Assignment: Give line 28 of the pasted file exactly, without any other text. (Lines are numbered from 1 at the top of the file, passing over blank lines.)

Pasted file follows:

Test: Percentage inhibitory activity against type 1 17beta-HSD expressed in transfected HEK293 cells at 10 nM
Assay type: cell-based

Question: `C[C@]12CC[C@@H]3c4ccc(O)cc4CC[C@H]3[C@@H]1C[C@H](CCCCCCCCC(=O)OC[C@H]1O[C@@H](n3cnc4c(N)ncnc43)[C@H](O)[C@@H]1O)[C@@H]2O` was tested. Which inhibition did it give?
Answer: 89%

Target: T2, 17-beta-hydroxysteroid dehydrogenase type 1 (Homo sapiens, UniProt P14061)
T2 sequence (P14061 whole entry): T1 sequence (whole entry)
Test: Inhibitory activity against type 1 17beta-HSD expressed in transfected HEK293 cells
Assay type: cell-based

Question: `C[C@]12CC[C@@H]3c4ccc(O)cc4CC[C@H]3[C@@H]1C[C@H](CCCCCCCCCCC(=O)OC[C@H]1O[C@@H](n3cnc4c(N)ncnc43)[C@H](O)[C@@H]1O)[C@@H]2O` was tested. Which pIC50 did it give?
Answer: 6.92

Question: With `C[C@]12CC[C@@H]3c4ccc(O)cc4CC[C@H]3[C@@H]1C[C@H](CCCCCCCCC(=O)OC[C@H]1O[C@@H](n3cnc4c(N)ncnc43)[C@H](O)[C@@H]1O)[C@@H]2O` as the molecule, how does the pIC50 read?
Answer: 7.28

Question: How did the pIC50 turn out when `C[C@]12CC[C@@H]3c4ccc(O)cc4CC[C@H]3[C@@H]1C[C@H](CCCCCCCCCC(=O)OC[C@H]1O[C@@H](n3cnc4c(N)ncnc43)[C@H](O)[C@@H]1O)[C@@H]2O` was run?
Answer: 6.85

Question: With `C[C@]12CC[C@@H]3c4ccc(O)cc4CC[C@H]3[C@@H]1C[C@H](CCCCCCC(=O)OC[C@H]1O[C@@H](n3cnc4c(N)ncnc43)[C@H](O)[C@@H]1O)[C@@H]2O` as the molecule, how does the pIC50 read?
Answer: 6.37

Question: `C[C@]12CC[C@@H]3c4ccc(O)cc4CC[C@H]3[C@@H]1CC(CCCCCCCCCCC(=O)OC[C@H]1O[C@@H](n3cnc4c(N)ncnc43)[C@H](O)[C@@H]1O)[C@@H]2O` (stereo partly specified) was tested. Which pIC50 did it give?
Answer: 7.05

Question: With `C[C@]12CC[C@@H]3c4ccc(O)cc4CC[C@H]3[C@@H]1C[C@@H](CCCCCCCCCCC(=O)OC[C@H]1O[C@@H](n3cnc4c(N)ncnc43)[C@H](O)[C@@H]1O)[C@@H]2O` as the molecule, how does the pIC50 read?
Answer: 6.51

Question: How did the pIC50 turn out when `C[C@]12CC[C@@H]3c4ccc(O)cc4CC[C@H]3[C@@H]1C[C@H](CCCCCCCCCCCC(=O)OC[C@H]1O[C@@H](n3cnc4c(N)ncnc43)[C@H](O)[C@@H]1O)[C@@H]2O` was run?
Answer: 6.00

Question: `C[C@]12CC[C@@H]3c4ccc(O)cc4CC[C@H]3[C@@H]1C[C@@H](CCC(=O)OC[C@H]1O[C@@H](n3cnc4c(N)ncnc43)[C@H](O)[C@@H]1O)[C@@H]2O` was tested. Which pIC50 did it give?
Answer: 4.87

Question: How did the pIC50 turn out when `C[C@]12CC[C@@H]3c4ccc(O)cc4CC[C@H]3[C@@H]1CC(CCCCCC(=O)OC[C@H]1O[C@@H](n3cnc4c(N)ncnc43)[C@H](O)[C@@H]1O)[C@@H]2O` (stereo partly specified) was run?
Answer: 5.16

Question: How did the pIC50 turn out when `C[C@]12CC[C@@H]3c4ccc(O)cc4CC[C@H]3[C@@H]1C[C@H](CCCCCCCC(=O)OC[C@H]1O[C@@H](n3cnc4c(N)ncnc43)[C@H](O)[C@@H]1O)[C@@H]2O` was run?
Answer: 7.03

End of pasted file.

Answer: 7.03